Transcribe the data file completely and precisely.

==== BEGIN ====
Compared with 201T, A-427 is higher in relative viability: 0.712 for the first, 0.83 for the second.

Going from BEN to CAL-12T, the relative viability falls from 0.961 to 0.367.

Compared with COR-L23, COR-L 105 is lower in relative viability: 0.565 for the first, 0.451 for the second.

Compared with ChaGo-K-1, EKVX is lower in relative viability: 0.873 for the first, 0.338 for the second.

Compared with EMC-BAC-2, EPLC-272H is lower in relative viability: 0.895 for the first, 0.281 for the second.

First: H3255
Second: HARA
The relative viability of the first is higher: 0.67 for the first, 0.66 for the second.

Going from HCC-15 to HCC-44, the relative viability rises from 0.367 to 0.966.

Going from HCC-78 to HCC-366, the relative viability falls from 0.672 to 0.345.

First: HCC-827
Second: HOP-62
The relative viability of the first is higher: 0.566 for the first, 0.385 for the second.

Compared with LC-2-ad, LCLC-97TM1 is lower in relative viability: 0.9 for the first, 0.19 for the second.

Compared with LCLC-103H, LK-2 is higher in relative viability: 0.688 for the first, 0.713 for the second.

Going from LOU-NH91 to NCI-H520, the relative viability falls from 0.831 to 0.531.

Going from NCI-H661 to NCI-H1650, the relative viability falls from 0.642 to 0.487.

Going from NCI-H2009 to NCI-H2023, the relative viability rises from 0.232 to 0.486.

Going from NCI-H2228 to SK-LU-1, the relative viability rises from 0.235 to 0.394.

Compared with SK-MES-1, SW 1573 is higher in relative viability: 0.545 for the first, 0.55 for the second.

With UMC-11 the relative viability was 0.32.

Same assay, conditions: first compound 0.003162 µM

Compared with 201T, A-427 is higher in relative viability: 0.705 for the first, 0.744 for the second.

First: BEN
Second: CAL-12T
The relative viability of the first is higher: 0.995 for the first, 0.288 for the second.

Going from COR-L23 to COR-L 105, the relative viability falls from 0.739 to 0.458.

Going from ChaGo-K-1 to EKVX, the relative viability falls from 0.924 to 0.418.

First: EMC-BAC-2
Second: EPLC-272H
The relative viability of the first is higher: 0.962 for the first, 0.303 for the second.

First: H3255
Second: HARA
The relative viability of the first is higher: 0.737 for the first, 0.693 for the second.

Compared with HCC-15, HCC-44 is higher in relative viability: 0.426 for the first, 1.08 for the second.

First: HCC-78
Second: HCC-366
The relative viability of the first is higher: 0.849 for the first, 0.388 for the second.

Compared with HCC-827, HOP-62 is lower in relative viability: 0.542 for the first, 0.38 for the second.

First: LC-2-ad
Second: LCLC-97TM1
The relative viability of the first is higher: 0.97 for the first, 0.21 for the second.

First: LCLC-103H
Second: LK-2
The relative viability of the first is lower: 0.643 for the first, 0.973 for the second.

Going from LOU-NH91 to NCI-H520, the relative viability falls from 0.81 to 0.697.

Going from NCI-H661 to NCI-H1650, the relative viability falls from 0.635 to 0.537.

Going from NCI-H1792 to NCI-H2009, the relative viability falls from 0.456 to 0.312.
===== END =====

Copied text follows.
Compared with 201T, A-427 is higher in relative viability: 0.712 for the first, 0.83 for the second.

Going from BEN to CAL-12T, the relative viability falls from 0.961 to 0.367.

Compared with COR-L23, COR-L 105 is lower in relative viability: 0.565 for the first, 0.451 for the second.

Compared with ChaGo-K-1, EKVX is lower in relative viability: 0.873 for the first, 0.338 for the second.

Compared with EMC-BAC-2, EPLC-272H is lower in relative viability: 0.895 for the first, 0.281 for the second.

First: H3255
Second: HARA
The relative viability of the first is higher: 0.67 for the first, 0.66 for the second.

Going from HCC-15 to HCC-44, the relative viability rises from 0.367 to 0.966.

Going from HCC-78 to HCC-366, the relative viability falls from 0.672 to 0.345.

First: HCC-827
Second: HOP-62
The relative viability of the first is higher: 0.566 for the first, 0.385 for the second.

Compared with LC-2-ad, LCLC-97TM1 is lower in relative viability: 0.9 for the first, 0.19 for the second.

Compared with LCLC-103H, LK-2 is higher in relative viability: 0.688 for the first, 0.713 for the second.

Going from LOU-NH91 to NCI-H520, the relative viability falls from 0.831 to 0.531.

Going from NCI-H661 to NCI-H1650, the relative viability falls from 0.642 to 0.487.

Going from NCI-H2009 to NCI-H2023, the relative viability rises from 0.232 to 0.486.

Going from NCI-H2228 to SK-LU-1, the relative viability rises from 0.235 to 0.394.

Compared with SK-MES-1, SW 1573 is higher in relative viability: 0.545 for the first, 0.55 for the second.

With UMC-11 the relative viability was 0.32.

Same assay, conditions: first compound 0.003162 µM

Compared with 201T, A-427 is higher in relative viability: 0.705 for the first, 0.744 for the second.

First: BEN
Second: CAL-12T
The relative viability of the first is higher: 0.995 for the first, 0.288 for the second.

Going from COR-L23 to COR-L 105, the relative viability falls from 0.739 to 0.458.

Going from ChaGo-K-1 to EKVX, the relative viability falls from 0.924 to 0.418.

First: EMC-BAC-2
Second: EPLC-272H
The relative viability of the first is higher: 0.962 for the first, 0.303 for the second.

First: H3255
Second: HARA
The relative viability of the first is higher: 0.737 for the first, 0.693 for the second.

Compared with HCC-15, HCC-44 is higher in relative viability: 0.426 for the first, 1.08 for the second.

First: HCC-78
Second: HCC-366
The relative viability of the first is higher: 0.849 for the first, 0.388 for the second.

Compared with HCC-827, HOP-62 is lower in relative viability: 0.542 for the first, 0.38 for the second.

First: LC-2-ad
Second: LCLC-97TM1
The relative viability of the first is higher: 0.97 for the first, 0.21 for the second.

First: LCLC-103H
Second: LK-2
The relative viability of the first is lower: 0.643 for the first, 0.973 for the second.

Going from LOU-NH91 to NCI-H520, the relative viability falls from 0.81 to 0.697.

Going from NCI-H661 to NCI-H1650, the relative viability falls from 0.635 to 0.537.

Going from NCI-H1792 to NCI-H2009, the relative viability falls from 0.456 to 0.312.